Why Psychology Is Essential to Building Healthy CommunitiesChildren of Immigrants Health Poverty & Family Economics Racial Equity
Your house is on fire, and you call 911. When the firefighters arrive, they turn their hoses on all the houses in your neighborhood. Does this make sense? Not really. No fire department would show up to a fire and start dousing all the houses. They would target the house on fire.
That is the crux of the issue when it comes to confronting health disparities and creating health equity. Although the United States offers some of the most advanced health and mental health services in the world, not everyone in the country shares equally in these benefits. Not every house on fire gets the water.
Health disparities are caused by a complex interaction of individual, social, biological, genetic, and environmental risk factors. These factors are influenced by pervasive structural inequities and social determinants of health – and can create a harmful long-term effect on young children. Psychologists around the country are working hard to alleviate these inequities. Health disparities are of critical concern for psychologists. It is why we use our expertise based on the best available science on human behavior to direct needed attention to health inequities and to build healthy communities.
Dr. Jason Purnell, a social psychologist, leads a research project with colleagues that explores factors beyond medical care, such as limited economic and educational opportunities, that negatively affect the health and well-being of African-Americans in the St. Louis metropolitan area. He uses psychological science to understand how poverty, education and race influence health outcomes.
Research shows that psychological and social factors, as well as community design, are important elements that can shape physical activity and combat obesity. Dr. James Sallis, a health psychologist at the University of California, San Diego, uses psychological science to collaborate with urban planners to design communities that encourage more walking and less driving.
Dr. Jennifer Manly, a neuropsychologist at Columbia University, was intrigued when she saw research data showing that elderly African-Americans and Hispanics exhibited higher rates of Alzheimer’s disease than elderly whites. She launched a research project in the neighborhood near Columbia University, where she works, to study how cultural and educational differences might affect the development and diagnosis of Alzheimer’s. She is working to reduce disparities in cognitive aging by researching how people’s cultural experiences – especially the quality of their early education – affect their brains as they age.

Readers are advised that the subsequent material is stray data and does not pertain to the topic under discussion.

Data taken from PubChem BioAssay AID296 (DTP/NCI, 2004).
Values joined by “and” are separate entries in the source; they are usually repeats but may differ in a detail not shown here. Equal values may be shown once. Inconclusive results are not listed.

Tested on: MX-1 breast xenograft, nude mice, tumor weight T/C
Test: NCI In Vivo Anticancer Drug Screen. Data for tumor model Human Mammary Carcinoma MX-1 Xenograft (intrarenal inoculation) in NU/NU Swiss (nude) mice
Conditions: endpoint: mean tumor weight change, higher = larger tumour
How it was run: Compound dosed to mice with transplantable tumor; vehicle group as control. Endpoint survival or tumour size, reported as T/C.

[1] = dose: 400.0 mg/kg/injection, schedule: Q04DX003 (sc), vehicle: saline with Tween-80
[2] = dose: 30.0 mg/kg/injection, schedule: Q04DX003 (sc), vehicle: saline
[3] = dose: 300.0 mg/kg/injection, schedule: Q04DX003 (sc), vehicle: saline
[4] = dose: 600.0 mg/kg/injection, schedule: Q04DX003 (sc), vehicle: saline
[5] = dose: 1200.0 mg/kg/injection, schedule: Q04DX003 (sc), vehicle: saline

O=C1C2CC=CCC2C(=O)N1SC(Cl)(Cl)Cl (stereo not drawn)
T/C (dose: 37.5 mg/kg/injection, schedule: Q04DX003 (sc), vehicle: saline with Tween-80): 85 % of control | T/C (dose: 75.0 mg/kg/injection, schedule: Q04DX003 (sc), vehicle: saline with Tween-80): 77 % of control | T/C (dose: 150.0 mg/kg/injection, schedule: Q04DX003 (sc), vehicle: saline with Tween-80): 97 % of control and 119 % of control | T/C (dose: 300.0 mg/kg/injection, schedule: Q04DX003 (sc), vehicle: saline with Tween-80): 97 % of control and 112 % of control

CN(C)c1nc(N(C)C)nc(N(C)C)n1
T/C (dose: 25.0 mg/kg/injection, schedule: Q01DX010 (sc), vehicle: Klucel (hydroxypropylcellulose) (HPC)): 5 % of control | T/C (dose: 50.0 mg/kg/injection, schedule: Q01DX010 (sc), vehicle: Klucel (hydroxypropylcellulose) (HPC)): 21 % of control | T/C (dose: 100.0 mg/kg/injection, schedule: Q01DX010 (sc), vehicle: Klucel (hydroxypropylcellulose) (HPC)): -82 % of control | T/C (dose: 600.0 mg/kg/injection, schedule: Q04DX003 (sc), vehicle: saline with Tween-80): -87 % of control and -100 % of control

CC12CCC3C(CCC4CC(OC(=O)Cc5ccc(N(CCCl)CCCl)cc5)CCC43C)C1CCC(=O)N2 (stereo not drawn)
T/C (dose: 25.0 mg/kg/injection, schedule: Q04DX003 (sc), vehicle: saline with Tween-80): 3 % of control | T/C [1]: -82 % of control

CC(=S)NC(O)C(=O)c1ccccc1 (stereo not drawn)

In addition to the valiant efforts of our members, the American Psychological Association has prioritized confronting health disparities in our programmatic work. As the leading scientific and professional organization representing psychology in the United States, we realize the serious challenge that health disparities pose to our mission of “applying psychology to benefit society and improve people’s lives.”
In 2011, APA approved the support of a health disparities initiative as an activity of its Strategic Plan. That program has since grown to become the Health Disparities Office whose mission is to increase support for research, training, public education and interventions that improve health and reduce health disparities among underserved and vulnerable populations. We have launched various programs addressing health disparities related to obesity; stress; substance abuse including smoking. We’ve also focused efforts on reducing trauma, violence, and substance abuse among vulnerable boys and men, as well as addressing implicit bias in early childhood education. We will continue to champion research, interventions, and evidence-based solutions that reduce or eliminate health disparities and help to build healthy communities nationwide.
Dr. Arthur C. Evans, Jr. is Chief Executive Officer of the American Psychological Association. He holds a doctorate in clinical/community psychology from the University of Maryland and a master’s degree in experimental psychology from Florida Atlantic University, where he also completed his undergraduate work. Before joining APA in March 2017, Evans was commissioner of Philadelphia’s Department of Behavioral Health and Intellectual disAbility Service for 12 years. It is a $1.2 billion health care agency that is the behavioral health and intellectual disabilities safety net for 1.5 million Philadelphians. He realigned the agency’s treatment philosophy, service delivery models and fiscal policies to improve health outcomes and increase the efficiency of the service system. Evans has been recognized nationally and internationally as a health care innovator and effective policymaker. Among his numerous awards, he was named by the White House Office of National Drug Control Policy as an Advocate for Action in 2015. You can follow Dr. Evans on Twitter at @ArthurCEvans.